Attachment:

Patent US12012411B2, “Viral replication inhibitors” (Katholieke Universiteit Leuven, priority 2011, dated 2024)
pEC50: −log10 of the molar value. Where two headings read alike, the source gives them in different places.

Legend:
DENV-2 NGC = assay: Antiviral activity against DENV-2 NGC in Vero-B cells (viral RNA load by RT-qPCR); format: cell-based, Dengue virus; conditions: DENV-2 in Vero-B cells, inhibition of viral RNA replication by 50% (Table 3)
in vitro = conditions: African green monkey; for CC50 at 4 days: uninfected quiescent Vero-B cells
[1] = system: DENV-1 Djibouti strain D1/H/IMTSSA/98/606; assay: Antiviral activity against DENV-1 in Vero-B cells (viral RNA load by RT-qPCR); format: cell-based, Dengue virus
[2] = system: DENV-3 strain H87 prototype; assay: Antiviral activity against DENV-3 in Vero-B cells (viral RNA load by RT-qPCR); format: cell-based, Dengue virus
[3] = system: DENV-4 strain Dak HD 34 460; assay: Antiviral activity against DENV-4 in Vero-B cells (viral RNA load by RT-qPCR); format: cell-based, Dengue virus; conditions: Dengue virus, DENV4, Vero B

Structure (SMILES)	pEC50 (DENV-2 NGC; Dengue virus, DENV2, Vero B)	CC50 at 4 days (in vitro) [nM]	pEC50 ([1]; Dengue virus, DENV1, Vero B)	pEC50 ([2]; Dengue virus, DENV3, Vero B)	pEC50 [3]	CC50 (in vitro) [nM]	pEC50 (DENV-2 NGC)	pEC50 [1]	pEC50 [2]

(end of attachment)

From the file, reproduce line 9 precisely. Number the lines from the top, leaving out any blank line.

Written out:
Structure (SMILES)	pEC50 (DENV-2 NGC; Dengue virus, DENV2, Vero B)	CC50 at 4 days (in vitro) [nM]	pEC50 ([1]; Dengue virus, DENV1, Vero B)	pEC50 ([2]; Dengue virus, DENV3, Vero B)	pEC50 [3]	CC50 (in vitro) [nM]	pEC50 (DENV-2 NGC)	pEC50 [1]	pEC50 [2]